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“A Relic Of Frontier Barbarism:” The Case Of Scott Panetti — And The True Meaning Of ‘Cruel And Unusual’

So what does “cruel and unusual” mean?

I once asked that of a law professor. The Eighth Amendment prohibits “cruel and unusual” punishment, but I figured there had to be some technical definition I, as a layperson, was missing. I mean, from where I sit, it’s pretty “cruel and unusual” to execute someone, but to judge from the 1,392 executions of the last 38 years, that isn’t the case.

Scott Panetti almost became number 1,393 last week, but within hours of his scheduled lethal injection, he was reprieved by a federal judge. The court said it needs more time to consider the issues his case raises.

In a rational place, it would not be news that Panetti was not killed. In a rational place, they would understand that state-sanctioned execution is a relic of frontier barbarism that leaves us all wet with the blood of the damned. In a rational place, they would say there’s something especially repugnant about applying that grisly sanction to the mentally ill, like Panetti.

But Panetti doesn’t live in a rational place. He lives in America. Worse, he lives in Texas.

They love their executions in Rick Perry’s kingdom. Since 1976, according to the Death Penalty Information Center, an advocacy group, that state has killed almost 520 people. That’s nearly five times more than the next bloodiest state, Oklahoma, with 111.

There is no question Panetti deserves punishment. In 1992, he shot his estranged wife’s parents to death as she and the couple’s daughter looked on. He held them both hostage before releasing them unharmed.

But there is also no question that Panetti, 56, suffers from severe mental illness. At his trial, in which he was somehow, bizarrely, allowed to represent himself, he wore a purple cowboy suit with a 10-gallon hat and summoned a personality he called “Sarge” to explain what happened on the fateful day. His witness list included 200 people. Among them: John F. Kennedy, the pope, Anne Bancroft and Jesus Christ.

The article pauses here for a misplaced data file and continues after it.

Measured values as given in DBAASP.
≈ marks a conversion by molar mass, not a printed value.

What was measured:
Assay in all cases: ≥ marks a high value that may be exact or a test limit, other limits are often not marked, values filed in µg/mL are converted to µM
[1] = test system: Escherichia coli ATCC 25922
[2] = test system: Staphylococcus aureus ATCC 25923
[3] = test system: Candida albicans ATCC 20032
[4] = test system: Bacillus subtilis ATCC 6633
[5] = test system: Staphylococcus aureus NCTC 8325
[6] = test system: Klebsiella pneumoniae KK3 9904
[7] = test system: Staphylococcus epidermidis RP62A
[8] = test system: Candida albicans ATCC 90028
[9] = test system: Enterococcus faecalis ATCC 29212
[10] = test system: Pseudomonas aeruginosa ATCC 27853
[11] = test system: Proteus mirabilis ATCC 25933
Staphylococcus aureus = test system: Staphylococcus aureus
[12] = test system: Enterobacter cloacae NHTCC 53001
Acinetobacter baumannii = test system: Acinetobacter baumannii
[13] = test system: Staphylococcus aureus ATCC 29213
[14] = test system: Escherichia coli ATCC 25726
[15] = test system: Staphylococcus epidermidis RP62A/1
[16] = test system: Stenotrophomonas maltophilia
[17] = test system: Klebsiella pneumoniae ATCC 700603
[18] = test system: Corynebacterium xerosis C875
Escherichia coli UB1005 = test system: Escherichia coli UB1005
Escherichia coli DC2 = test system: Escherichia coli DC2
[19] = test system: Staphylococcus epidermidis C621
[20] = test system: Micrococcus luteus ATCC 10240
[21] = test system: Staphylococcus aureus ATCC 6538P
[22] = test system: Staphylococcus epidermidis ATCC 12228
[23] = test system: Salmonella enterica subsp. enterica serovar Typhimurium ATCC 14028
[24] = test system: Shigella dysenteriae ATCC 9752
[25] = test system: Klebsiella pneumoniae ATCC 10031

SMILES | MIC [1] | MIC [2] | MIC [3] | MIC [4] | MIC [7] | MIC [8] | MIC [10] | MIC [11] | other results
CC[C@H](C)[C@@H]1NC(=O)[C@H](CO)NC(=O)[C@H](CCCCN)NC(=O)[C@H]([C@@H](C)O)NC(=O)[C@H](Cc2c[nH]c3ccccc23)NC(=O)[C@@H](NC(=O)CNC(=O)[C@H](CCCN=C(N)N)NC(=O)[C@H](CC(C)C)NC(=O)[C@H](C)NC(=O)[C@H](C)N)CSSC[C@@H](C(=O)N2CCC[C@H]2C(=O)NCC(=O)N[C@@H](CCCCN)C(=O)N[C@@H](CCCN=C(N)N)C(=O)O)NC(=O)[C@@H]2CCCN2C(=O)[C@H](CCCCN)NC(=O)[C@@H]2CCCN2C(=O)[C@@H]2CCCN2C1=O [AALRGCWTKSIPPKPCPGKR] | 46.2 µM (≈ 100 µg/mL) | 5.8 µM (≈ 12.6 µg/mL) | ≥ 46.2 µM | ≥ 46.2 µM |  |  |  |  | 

The state contends that Panetti, who was off his meds at the time of the killing, is faking it. During a 2004 hearing, the county sheriff called him “the best actor there is.” In its most recent filings, Texas accuses him of “grossly exaggerating” his symptoms.

If it’s an act, it’s been going on a long time. His attorneys say Panetti was diagnosed with schizophrenia 14 years before the shootings and was hospitalized 13 times between 1978 and 1991. Now a court decides on his life or death.

It’s a pregnant decision in a country where, apparently, it isn’t “cruel and unusual” to preside, as Arkansas Gov. Bill Clinton did, over the execution of a man so profoundly impaired that he saved the pie from his last meal to eat later. Or to let a man gasp and snort for almost two hours as a lethal injection very slowly killed him, as happened in Arizona. Or to set a man on fire, as has happened at least twice in Florida’s electric chair. Or to execute people for crimes committed when they were children. Or to send innocent people to death row. Or to choose whom to execute based on color of killer, color of victim, gender, geography and class.

So what, exactly, might be too cruel and unusual for us to allow? The professor could not answer. Which, of course, is an answer.

As flawed and broken as our system of death is, we continue to embrace the puritanical morality of eye for eye and blood for blood. Most of the western world has left this savagery behind, but we insist on it, leaving us isolated from our national peers, those nations whose values are most like ours, but looming large among the outlaw likes of Somalia and Iran.

Now we are debating whether to kill a man so addled he tried to subpoena Jesus. And that leads to a conclusion as painful as it is unavoidable:

What’s “cruel and unusual” is us.

 

By: Leonard Pitts, Jr., Columnist for The Miami Herald; The National Memo, December 8, 2014

December 10, 2014 Posted by | Criminal Justice System, Death Penalty, Mental Illness | , , , , , , , | 1 Comment

“It’s Not About Them, It’s About Us”: Guillotine Revival Movement Gains Momentum

When things began to go terribly wrong with Clayton Lockett’s execution in Oklahoma the other day—when instead of drifting gently off into unconsciousness and death, Lockett began to moan and buck on the gurney—one of the first things the officials did was lower the blinds over the window through which observers peered into the death chamber. Because after all, people shouldn’t have to witness a man suffer as the state is killing him, right?

Lockett’s execution was hardly the first botched one we’ve had, particularly with lethal injection, a process prison officials seem extraordinarily incompetent at implementing properly. But for whatever reason, it has brought about a more substantial debate about the death penalty than we’ve had in some time. And as part of that, it looks like my semi-serious advocacy for the return of the guillotine is finally gaining momentum. It already has endorsements from Conor Friedersdorf and Sonny Bunch, with more sure to follow.